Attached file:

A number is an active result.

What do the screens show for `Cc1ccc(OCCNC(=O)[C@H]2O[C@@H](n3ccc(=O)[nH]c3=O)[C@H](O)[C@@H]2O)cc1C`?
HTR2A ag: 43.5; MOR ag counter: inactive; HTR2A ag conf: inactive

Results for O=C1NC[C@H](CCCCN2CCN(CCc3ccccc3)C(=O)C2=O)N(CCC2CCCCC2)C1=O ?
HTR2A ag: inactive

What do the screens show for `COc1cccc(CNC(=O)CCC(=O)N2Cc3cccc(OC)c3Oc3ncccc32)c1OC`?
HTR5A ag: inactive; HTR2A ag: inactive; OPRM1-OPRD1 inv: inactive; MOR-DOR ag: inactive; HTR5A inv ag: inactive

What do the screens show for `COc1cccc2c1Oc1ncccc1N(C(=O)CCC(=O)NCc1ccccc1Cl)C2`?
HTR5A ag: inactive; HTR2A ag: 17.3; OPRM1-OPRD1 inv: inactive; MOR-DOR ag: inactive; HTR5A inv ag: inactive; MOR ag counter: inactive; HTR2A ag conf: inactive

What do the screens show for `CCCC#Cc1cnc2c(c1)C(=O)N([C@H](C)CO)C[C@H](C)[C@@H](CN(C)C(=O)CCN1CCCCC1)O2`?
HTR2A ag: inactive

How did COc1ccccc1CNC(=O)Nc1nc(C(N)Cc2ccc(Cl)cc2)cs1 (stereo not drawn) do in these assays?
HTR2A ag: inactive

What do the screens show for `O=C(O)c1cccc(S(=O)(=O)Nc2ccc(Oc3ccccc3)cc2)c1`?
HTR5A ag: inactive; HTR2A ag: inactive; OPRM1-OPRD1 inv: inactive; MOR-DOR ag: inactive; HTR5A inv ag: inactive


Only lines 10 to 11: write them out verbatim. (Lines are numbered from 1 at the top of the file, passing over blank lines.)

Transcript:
What do the screens show for `CCCC#Cc1cnc2c(c1)C(=O)N([C@H](C)CO)C[C@H](C)[C@@H](CN(C)C(=O)CCN1CCCCC1)O2`?
HTR2A ag: inactive